Wiggins proves that short, sharp ascents are no longer a problem

Bradley Wiggins successfully negotiated the first stage of the Tour de France in a frantic and pulsating finish in Seraing.

Team Sky principal Dave Brailsford declared mission accomplished as Wiggins finished 16th on yesterday’s 198km undulating loop through the Ardennes region of Belgium around Liege with the same time as rising star Peter Sagan of Slovakia, who claimed victory on his Tour debut.

Wiggins remained second overall behind race leader Fabian Cancellara (RadioShack-Nissan), who was second yesterday, with Edvald Boasson Hagen (Team Sky) third.

Hide Ad
Hide Ad

Defending champion Cadel Evans (BMC Racing) was 20th to remain 17 seconds behind Cancellara and 10 adrift of Wiggins.

“It was a good effort,” Brailsford said. “All in all it was important that Brad didn’t lose any time.”

Wiggins was wearing the green jersey on behalf of Cancellara, who was in the yellow jersey, and all nine Team Sky riders were wearing yellow helmets as leaders of the team classification following the opening prologue.

With his team issue black shorts it made him look like a liquorice allsort.

Hide Ad
Hide Ad

Sagan will wear the maillot vert today as he is second behind Cancellara in the points competition.

Wiggins and his Team Sky colleagues were prominent at the front of the peloton throughout the day, but dropped back on a wide expanse of road by the river Meuse as the route returned towards Liege before moving through the bunch on the final 2.4km ascent to the finish.

“He was quite confident,” Brailsford added.

“We’d had a look that on the climb he could cruise up. It was easier to move up on a climb than it was on the flat.

“He just waited for that and moved up very easily on the climb.”

Hide Ad
Hide Ad

Wiggins has lost time on short, sharp ascents in the past, but was buoyed by wins in the Paris-Nice, Tour de Romandie and Criterium du Dauphine stage races this season.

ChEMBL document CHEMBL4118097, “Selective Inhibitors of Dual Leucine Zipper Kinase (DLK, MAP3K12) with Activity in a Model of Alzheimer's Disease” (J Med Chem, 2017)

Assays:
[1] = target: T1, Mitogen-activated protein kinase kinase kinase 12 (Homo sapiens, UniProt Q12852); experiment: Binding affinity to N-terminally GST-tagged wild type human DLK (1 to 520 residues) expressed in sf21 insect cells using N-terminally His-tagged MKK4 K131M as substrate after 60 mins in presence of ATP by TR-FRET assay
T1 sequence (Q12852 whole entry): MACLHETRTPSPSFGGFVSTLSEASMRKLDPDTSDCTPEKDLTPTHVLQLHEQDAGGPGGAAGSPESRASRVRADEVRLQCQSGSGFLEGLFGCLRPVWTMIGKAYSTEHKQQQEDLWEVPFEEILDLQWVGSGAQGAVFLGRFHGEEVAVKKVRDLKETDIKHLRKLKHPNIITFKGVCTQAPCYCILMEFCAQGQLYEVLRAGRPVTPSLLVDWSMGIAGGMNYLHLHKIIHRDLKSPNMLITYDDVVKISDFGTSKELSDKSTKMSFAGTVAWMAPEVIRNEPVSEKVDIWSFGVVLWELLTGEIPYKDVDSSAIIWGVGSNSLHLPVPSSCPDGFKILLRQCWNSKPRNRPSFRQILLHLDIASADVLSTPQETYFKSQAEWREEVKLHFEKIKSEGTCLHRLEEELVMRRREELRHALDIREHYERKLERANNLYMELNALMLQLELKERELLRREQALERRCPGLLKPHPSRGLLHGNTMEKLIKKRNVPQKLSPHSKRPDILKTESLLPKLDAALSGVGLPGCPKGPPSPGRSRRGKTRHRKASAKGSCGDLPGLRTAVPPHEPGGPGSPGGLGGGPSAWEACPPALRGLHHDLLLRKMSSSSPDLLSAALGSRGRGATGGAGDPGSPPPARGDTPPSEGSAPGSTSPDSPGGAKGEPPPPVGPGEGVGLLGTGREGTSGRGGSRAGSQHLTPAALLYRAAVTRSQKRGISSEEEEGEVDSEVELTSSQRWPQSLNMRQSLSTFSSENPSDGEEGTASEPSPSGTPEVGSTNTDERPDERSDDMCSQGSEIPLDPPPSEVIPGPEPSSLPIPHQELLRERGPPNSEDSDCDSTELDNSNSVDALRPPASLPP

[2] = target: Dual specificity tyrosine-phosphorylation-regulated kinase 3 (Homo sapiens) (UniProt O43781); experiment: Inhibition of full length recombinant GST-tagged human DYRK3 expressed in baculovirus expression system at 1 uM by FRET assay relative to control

Brailsford added: “As everybody was going full gas up there he was riding up the outside making up 10, 15, 20 places.

“He was comfortable. I don’t think that’s still the case any more.”

After the day’s early six-man break was swallowed up, Cancellara attacked a third of the way up the final climb and it seemed only Sagan (Liquigas-Cannondale) could go with him.

Hide Ad
Hide Ad

Boasson Hagen bridged the gap and the trio were clear with 500m to go, but Sagan powered away to claim a first Tour stage win of his career.

“Eddy was going to go for the stage,” Brailsford said. “I think he bridged across really, really well but by the time he got there I think he just about ran out of legs.”

The day was relatively uneventful until the approach to the final climb.

Yohann Gene (Europcar) led the six-man escape, which began from the moment the peloton left the neutralised zone, at the intermediate sprint to collect 20 points.

Hide Ad
Hide Ad

Two minutes 35 seconds behind them, the peloton crossed, with world champion Mark Cavendish contesting the sprint.

Cavendish (Team Sky) won the green jersey in 2011, but was beaten by former HTC-Highroad team-mate Matt Goss (Orica-GreenEdge) and claimed eight points.

The Manxman had support from Boasson Hagen and it was an indication that he is not yet willing to give up the maillot vert without a fight.

But Brailsford admitted intermediate sprints are not key on the agenda for Team Sky and Cavendish, who is prioritising the Olympic Games road race on July 28, six days after the Tour reaches Paris.

Hide Ad
Hide Ad

Brailsford added: “If you’re there yes, you’ve got to compete for it, but I don’t think any of the top guys will be thinking that’s an absolute priority once you’ve got six or seven guys up the road.”

It was an eventful day for Team Sky, with Michael Rogers involved in the first of two crashes in the peloton, with a second caused by an amateur photographer. Neither caused any significant problem.

Chris Froome, a leading domestique for Wiggins who finished second in the Vuelta a Espana ahead of his team-mate, punctured with around 15km to go and rolled in one minute 25 seconds behind.

Cavendish was 2mins 7secs adrift but today’s 207.5km second stage from Vise to Tournai should be one for the sprinters, with the Manxman seeking to add to his 20 stage wins in four Tours.

Brailsford said: “Once he knew he wasn’t going to be competitive he sat up.

“It’s a different stage finish (today) so we’ll see some different competitors at the front of the race.”